It’s my favorite holiday and the most wonderful time of the year! My house is covered in Xmas lights, presents for my family are stacked until my Xmas tree, and I’ve already started putting on my Xmas weight.
Now, why do I keep repeating Xmas? Lets talk about it.
I’m sure you have all heard about people being offended at the use of “Xmas” instead of “Christmas”. It’s often because they believe that it’s disrespectful to Christianity and its intent is to “remove Christ from Christmas”. Is there any truth in this?
Nope. Not at all.
I can see why some people might prefer the full traditional/proper spelling, but the idea behind the shorter version was never meant to be offensive. The shortening of Christmas to Xmas actually goes farther back in history than many other Christmas traditions (I’m looking at you, Elf on the Shelf).
The “X” in Xmas actually comes from the Greek spelling of Christ: ΧΡΙΣΤΟΣ. That first letter is the Greek letter Chi (rhymes with shy). So, Xmas is literally an abbreviation of ‘Christ’ and ‘Mas’. The X is not marking out Christ, as some might say, but just a shortened version of the name that religious scholars have been using for years.
And, in fact, its even more powerful than that. The letter Chi was used by early Greek scholars to indicate something “good” or “notable”. The symbol, later merged with the Greek letter Rho, became a powerful religious symbol called the Chi-Rho.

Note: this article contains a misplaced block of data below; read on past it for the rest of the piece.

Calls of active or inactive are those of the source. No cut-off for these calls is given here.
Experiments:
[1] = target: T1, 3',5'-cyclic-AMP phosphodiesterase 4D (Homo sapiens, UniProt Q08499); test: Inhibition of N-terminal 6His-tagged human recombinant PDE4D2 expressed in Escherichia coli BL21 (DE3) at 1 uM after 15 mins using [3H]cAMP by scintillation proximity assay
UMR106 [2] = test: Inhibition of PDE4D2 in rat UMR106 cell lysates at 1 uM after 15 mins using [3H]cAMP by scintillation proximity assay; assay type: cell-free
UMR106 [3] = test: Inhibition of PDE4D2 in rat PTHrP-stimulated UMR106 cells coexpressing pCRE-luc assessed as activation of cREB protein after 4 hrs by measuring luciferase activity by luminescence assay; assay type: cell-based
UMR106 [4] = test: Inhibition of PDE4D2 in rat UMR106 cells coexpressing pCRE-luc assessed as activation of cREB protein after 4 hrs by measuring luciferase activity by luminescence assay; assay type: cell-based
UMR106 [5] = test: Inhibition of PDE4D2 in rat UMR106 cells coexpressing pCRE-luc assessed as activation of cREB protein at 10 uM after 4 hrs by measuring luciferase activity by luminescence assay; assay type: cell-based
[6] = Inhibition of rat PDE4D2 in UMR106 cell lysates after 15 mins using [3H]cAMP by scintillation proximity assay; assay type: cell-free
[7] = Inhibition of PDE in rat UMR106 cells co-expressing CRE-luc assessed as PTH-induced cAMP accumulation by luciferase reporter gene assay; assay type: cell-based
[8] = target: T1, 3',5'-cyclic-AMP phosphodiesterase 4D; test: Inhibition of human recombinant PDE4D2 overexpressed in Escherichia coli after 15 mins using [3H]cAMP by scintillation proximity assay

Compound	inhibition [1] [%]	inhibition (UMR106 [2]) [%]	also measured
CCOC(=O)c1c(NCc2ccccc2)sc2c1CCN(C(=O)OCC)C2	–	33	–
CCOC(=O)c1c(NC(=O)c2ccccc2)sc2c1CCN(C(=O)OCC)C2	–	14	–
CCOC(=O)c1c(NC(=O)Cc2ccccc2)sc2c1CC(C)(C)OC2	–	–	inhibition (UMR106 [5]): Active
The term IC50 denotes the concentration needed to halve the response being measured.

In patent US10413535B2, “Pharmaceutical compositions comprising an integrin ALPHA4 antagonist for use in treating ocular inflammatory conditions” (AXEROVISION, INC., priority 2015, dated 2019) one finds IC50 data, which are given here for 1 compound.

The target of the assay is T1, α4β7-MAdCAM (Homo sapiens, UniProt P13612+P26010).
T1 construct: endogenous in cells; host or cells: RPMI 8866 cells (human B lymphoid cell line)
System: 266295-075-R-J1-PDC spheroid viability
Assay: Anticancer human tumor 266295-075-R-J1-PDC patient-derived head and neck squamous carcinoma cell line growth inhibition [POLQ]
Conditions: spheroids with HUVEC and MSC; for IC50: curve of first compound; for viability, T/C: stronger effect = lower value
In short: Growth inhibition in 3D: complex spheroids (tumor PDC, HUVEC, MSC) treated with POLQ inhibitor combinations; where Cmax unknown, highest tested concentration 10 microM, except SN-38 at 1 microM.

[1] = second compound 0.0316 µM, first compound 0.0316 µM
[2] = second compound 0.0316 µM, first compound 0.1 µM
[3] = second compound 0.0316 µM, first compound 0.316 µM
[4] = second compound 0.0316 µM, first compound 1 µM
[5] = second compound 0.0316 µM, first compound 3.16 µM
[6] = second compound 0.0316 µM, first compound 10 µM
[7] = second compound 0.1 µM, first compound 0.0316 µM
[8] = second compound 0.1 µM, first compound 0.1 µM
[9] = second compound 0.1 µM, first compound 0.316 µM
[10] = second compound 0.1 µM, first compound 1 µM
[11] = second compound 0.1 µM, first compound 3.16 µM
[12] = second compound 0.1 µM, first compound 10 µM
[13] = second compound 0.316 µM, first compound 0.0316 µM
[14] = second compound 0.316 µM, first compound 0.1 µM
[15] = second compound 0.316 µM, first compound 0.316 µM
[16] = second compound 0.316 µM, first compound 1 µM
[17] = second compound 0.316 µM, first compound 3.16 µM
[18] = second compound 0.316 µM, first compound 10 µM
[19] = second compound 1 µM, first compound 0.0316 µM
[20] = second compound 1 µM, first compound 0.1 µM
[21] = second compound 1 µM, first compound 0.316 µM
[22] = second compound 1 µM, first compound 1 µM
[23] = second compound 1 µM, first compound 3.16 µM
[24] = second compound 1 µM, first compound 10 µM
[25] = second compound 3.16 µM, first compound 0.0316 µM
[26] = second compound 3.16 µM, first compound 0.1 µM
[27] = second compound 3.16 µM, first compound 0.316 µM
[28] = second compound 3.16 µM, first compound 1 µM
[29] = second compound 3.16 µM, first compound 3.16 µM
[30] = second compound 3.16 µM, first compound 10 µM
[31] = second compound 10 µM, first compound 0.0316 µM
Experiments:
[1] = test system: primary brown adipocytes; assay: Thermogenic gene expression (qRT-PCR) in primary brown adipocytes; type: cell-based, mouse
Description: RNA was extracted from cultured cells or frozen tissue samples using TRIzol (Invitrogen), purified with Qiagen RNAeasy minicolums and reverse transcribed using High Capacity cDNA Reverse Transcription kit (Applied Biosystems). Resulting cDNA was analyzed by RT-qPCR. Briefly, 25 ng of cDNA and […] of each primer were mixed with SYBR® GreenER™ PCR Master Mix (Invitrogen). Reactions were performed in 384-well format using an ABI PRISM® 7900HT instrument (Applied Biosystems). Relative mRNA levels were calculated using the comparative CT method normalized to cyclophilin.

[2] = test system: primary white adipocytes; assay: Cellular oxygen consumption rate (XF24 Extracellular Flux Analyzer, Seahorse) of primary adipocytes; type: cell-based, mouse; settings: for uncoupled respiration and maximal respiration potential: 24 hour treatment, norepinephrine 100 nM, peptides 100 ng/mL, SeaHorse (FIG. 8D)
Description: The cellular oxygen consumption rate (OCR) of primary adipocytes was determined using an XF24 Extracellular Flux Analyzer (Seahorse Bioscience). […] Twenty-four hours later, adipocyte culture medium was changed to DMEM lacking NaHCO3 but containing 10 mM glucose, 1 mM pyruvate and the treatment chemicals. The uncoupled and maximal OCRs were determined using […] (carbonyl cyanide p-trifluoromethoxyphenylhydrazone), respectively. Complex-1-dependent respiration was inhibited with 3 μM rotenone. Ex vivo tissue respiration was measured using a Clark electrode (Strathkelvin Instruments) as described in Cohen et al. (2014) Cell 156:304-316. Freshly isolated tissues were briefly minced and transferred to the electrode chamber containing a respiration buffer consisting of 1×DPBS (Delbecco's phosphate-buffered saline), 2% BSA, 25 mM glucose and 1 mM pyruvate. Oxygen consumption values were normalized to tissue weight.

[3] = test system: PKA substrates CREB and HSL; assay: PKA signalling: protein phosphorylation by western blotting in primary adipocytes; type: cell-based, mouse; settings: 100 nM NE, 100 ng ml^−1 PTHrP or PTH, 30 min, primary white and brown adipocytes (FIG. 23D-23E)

Emperor Constantine even went to battle with the Chi-Rho on his flags. At a time when the modern Christian cross wasn’t used, the Chi-Rho was THE symbol for Christianity.
I love how the blog So Long As Its Words puts it: The Chi-Rho “is what we call a nomen sacrum, a sacred name, in which the symbol itself has power. In such cases, the abbreviation is not used to save space or effort, but because that form has more power than the full words. It was ‘not really devised to lighten the labours of the scribe, but rather to shroud in reverent obscurity the holiest words of the Christian religion’.”
As early as 1485, the Chi alone began being substituted for the name of Christ in words such as christened and names like Christine and Christopher. The Online Etymology Dictionary points to 1551 as the first year that we started seeing the Xmas abbreviation.
With Xmas/Christmas coming up, I want to thank each and every one of my readers for checking out my little blog. I hope you have a wonderful holiday (whichever one you celebrate) with family, friends, and fattening foods!